One of the cool things about writing this blog (other than the hordes of groupies) is getting to play with cool photography doo dads.
The good folks at Induro offered to send me a tripod to take for a spin, any tripod they make to be exact. It was a real temptation to pick the best they had, but instead I went into the middle of their inventory and chose the Carbon 8X C214 and the DM12 ball head.
The reason for going in "the middle" was to use a tripod that was most affordable to the professional photographer (or serious amateur). You can purchase this Carbon 8X C214 and the DM12 ball head at Adorama for $585 (with free shipping).
Before I give you my thoughts in the Induro tripod, let me first share with you where a come from. For the last couple years I have been using a very good pair of sticks, aluminum, pistol grip, in fact I liked it enough to have two sets, one setup in my studio and the other to travel with.
When you picked them up you knew you were holding something, in fact once I threw them over my shoulder it wasn't long before I felt like I was carrying a man, two children, and their lunch cooler on my back.
So when I first took out the C214, I was holding it my hand and moving it up and down (like I was weight lifting) and thinking to myself "this doesn't feel like much, do I really want to put my D300 on this?" (I only thought it because of you actually say stuff out loud people look at you funny).
Adding the ball head did not change how light it felt. Not only was it light, it was compact, when I laid the case next to my old tripod it was about half the size.
So off I went, with the tripod and my precious D300 for a test ride.
The first thing that impressed me was when I locked down the ball head, it was soft to the touch but it locked down tight. It felt like a piece of precision equipment. You could tell my camera was not going anywhere, no movement, no drift, it was securely in place.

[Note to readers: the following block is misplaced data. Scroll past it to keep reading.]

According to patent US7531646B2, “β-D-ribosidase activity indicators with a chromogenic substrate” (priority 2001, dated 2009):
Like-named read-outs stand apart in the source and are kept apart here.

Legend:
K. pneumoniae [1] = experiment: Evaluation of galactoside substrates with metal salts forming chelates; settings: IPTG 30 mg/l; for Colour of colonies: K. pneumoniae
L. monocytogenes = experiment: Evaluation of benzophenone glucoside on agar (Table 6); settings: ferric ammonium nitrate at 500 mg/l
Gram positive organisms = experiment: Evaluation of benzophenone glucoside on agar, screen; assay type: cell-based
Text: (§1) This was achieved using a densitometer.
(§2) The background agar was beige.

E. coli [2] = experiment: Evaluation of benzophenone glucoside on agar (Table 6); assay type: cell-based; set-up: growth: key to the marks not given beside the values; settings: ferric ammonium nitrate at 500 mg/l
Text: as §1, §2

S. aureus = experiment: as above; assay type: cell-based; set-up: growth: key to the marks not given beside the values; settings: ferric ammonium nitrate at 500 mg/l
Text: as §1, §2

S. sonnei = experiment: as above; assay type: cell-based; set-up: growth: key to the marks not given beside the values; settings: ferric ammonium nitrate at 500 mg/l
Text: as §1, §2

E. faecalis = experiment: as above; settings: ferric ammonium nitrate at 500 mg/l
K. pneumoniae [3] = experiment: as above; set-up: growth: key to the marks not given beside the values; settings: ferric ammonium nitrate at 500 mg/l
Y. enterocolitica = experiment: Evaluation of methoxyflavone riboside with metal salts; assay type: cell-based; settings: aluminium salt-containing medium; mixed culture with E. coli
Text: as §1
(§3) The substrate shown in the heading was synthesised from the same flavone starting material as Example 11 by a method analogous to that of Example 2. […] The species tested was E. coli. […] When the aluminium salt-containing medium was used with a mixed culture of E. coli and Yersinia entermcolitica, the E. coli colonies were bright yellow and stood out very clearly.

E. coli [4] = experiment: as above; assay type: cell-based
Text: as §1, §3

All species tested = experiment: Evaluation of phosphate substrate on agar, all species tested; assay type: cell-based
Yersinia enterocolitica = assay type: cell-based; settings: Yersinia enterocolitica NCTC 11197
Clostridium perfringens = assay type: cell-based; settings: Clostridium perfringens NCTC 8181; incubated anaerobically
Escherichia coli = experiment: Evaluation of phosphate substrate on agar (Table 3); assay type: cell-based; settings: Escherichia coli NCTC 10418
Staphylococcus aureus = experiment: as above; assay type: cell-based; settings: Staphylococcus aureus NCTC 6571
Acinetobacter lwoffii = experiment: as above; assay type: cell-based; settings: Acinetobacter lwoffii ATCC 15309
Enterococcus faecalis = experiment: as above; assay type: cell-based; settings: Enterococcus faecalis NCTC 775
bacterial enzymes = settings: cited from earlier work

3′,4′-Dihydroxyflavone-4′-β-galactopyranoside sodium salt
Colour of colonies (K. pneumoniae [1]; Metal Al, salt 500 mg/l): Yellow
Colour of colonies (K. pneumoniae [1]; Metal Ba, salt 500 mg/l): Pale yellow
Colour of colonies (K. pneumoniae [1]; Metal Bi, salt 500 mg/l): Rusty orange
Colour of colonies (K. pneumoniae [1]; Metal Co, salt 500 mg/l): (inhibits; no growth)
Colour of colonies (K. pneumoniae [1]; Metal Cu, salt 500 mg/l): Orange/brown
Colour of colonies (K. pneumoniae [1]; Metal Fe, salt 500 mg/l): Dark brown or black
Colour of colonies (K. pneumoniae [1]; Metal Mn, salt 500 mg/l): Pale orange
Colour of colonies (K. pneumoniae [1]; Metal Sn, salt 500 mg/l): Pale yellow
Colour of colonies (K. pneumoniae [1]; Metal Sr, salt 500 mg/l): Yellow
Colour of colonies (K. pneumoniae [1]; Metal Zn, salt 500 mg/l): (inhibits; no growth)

Then I slowly moved my hands away from the camera, still a bit unsure that such light legs would hold my darlin'.
It did. So then I grabbed the collar of the tripod and wigged it a little, still nothin'. I must have been some sight as people walked by, trying to figure out why the photographer was trying to knock over his camera and tripod (but couldn't).
I have used it extensively for about a month and if I had to say what I thought about it in three words or less it would be "I love it!".
Now everything isn't perfect, there is one problem, I do have to send it back!
Not long ago I was listening to a financial expert lecture and the question was asked "if you could give only one piece of advice, what would it be? and he replied "spend your money once."
I took that that mean by the right thing the first time, don't by cheap then have to replace it when it breaks, or upgrade when it no longer meets your needs. Spend your money once.
There is a great article over at Your Photo Tips "Buying Tripods: Simplified" and it's well worth your time to read.
Let me wrap this up with a 1 minute excerpt from an interview with (my hero) Vincent Versace, in which he speaks to the need to "buy good sticks".
Vincent Versace interview
Thanks to the folks at Pop Photo for their permission to use their interview.
You can listen to the entire interview at this link, it is one of the best photography interviews I have ever heard (and I bet you'll agree), there is a ton of useful information that Vincent shares with the listeners, including some outstanding advice about the purchasing of photography equipment.